After six weeks of intense clashes in the disputed Nagorno-Karabakh region, Armenia and Azerbaijan signed a truce brokered by Russia to end the fighting effective 10 November, three days after the ethnic Armenian separatists of the self-proclaimed Republic of Artsakh lost the region’s second largest city, Shusha, to the Azerbaijani advance. The truce was deemed necessary in order to avert the loss of the unrecognised republic’s de facto capital, the now badly damaged city of Stepanakert, after suffering thousands of casualties and mass displacement of civilians. The truce will not only have major implications for Armenia and Azerbaijan, but also cement a reshuffle in power dynamics in the South Caucasus.
The most obvious winner in the six-week conflict is Azerbaijan, which will regain control of areas that the Republic of Artsakh annexed to the historic territory of Nagorno-Karabakh after 1994 as buffer zones. The truce will see Azerbaijan regain control of Agdam, Kalbajar and Lachin districts, as well as parts of Nagorno-Karabakh that Azerbaijani forces reclaimed during the six-week fighting. In addition, the truce will enable Azerbaijan to establish a transport corridor with its exclave of Nakhchivan, located between Armenia and Nagorno-Karabakh. While the separatists launched long-range rockets into Azerbaijani cities in the hopes of demoralising the civilian populace and triggering escalation, public opinion remained strongly supportive of the war throughout the brief conflict. Flush with victory, the government headed by the ruling Aliyev family is better placed to marginalise its domestic opposition, unwilling to consider concessions of any kind and plans to resettle refugees displaced decades ago in the districts vacated by the separatists.
Another obvious winner in the conflict is Turkey, which asserted itself as a major player in the region after successfully backing Azerbaijan in its fight against Armenia. Turkey backed Azerbaijan diplomatically throughout the conflict and also provided significant support in the form of strategic and tactical guidance, combat jets and foreign contract fighters, as well as drones, the use of which alongside special infiltrator units proved decisive against the separatists.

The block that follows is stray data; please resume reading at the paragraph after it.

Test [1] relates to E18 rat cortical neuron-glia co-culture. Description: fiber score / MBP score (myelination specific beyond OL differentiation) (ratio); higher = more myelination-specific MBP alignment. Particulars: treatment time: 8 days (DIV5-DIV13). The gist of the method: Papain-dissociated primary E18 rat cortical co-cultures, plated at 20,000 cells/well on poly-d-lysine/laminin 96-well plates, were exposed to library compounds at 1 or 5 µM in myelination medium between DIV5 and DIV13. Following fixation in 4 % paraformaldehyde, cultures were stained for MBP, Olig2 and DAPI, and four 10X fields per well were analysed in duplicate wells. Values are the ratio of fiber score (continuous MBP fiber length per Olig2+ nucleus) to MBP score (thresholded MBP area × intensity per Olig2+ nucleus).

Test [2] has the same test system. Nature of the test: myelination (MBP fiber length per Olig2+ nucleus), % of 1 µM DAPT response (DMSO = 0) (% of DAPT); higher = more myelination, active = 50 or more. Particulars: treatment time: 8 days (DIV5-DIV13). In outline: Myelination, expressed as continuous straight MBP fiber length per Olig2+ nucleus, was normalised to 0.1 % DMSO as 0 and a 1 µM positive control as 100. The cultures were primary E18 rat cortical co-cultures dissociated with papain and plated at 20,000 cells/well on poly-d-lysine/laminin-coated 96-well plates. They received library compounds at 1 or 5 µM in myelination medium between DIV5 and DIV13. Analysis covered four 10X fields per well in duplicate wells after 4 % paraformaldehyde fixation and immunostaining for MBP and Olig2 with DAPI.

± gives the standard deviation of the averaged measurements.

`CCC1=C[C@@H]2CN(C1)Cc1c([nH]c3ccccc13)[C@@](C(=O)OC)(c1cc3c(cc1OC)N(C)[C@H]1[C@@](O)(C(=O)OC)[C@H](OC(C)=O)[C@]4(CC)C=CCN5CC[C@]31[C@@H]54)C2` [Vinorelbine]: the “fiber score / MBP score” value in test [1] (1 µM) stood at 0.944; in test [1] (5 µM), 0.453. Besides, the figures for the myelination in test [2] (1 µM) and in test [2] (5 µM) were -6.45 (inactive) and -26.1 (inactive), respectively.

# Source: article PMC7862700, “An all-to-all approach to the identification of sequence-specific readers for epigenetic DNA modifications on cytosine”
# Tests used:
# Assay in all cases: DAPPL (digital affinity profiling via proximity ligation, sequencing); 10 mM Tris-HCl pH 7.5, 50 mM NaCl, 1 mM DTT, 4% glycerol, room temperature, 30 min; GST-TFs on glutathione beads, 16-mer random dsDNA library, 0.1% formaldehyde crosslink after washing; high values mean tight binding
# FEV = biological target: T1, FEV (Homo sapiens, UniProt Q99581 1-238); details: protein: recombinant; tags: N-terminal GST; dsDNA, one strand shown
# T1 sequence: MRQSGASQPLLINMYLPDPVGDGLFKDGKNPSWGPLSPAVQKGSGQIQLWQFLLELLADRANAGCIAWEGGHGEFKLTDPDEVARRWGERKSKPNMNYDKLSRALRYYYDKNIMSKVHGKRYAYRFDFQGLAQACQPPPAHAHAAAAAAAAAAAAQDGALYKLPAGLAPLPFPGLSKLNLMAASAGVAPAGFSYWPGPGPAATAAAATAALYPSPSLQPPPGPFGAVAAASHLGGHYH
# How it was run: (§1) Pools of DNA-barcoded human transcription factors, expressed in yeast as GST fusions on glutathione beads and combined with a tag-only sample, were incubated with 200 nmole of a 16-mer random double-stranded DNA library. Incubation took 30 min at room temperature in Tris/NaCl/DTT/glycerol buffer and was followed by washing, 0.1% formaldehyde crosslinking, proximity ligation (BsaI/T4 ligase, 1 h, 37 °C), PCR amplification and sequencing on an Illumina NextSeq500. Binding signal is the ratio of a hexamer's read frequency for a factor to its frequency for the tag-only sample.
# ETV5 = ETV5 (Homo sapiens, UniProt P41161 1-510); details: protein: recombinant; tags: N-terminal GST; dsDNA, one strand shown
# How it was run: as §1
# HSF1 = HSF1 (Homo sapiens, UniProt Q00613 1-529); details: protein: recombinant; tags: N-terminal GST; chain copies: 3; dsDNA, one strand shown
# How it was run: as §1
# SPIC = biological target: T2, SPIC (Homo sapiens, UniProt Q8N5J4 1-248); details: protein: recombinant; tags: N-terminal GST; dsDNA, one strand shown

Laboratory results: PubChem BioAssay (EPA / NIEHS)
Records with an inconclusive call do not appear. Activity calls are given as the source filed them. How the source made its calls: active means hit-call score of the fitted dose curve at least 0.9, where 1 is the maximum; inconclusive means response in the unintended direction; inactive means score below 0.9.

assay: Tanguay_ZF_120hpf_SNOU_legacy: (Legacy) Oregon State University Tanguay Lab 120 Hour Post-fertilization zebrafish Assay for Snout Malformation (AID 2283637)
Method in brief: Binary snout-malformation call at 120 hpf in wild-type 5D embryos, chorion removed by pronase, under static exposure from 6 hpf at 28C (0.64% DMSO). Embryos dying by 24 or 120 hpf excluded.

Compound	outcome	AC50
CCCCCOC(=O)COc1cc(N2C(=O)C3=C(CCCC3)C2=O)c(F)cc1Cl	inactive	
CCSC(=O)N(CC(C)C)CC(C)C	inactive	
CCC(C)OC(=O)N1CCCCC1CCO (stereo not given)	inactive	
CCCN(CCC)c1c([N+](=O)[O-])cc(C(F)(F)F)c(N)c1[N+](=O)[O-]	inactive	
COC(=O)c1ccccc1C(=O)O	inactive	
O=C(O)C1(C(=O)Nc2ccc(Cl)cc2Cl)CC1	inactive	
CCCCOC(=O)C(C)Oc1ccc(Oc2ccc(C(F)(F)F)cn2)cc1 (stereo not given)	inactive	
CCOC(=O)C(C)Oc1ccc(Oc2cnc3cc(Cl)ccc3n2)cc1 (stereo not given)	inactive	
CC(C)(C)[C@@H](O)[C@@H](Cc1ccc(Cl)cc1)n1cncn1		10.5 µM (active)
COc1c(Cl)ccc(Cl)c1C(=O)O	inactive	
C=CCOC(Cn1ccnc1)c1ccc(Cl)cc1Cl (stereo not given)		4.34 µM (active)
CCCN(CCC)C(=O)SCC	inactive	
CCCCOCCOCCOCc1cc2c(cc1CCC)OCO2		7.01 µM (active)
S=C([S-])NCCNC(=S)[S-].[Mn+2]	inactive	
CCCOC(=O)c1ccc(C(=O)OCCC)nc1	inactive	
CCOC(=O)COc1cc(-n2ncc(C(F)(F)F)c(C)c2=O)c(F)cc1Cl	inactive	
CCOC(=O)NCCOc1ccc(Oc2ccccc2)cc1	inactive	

While Turkey’s gains may come at the expense of Russia’s hold over the region, the truce will also ensure that Russia remains a major player in the South Caucasus. While Russia had kept its silence and remained largely absent in the region until the very end of the fighting, the truce will see the deployment of 2,000 Russian peacekeepers in the region, expanding Russian military presence in the ‘near abroad’ of former Soviet countries.
Perhaps the only country to emerge as the loser of this conflict is Armenia. With no military backing from Russia, Armenia’s foothold in the region has been severely diminished. Under the truce, Armenia will cede control of most of the disputed region, including all areas of Nagorno-Karabakh along the Armenian border. Nagorno-Karabakh will be largely cut off from Armenia, with the newly established ‘Lachin corridor’ serving as the sole link between Armenia and areas remaining under the control of the separatist government.
At home, the truce has jeopardised the future of the government. Shortly after Prime Minister Nikol Pashinyan announced the signing of the truce early on 10 November, thousands of protesters gathered on the streets of Yerevan and stormed parliament. The feeling that the Turkish-Azerbaijani alliance amounts to encirclement and will lead to ethnic cleansing of Armenians in Nagorno-Karabakh, thousands of whom have already destroyed their homes and fled to Armenia proper in fear of this, is strongly felt across the political spectrum, and in the politically influential Armenian diasporas in Europe and the United States (US).
On 14 November, the country’s National Security Service (NSS) claimed to have foiled an assassination attempt against Pashinyan involving its director and several politicians, underscoring the continuing turmoil and anger. If the outrage continues long enough to result in Pashinyan’s ouster, then the change of power would present Moscow with yet another opportunity. While Pashinyan has maintained the country’s pro-Moscow stance, he rose to power after the 2018 Velvet Revolution, a ‘colour revolution’ that Moscow opposed. Pro-Russian elements will point to the distance Pashinyan established between Russia and Armenia as one of the reasons for the loss of the disputed territory, even though as disputed territory, the region was and is exempt from any treaty obligations Russia has to Armenia.
The six-week fighting highlighted two power dynamics at play: one between Armenia and Azerbaijan and another between Russia and Turkey. While Armenia and Azerbaijan remain historic enemies, with the latter growing increasingly powerful from its oil and gas reserves, relations between Russia and Turkey remain a delicate balancing act. Having already encountered each other’s proxies in Syria and Libya, Russia and Turkey are not quite enemies but also definitely not allies.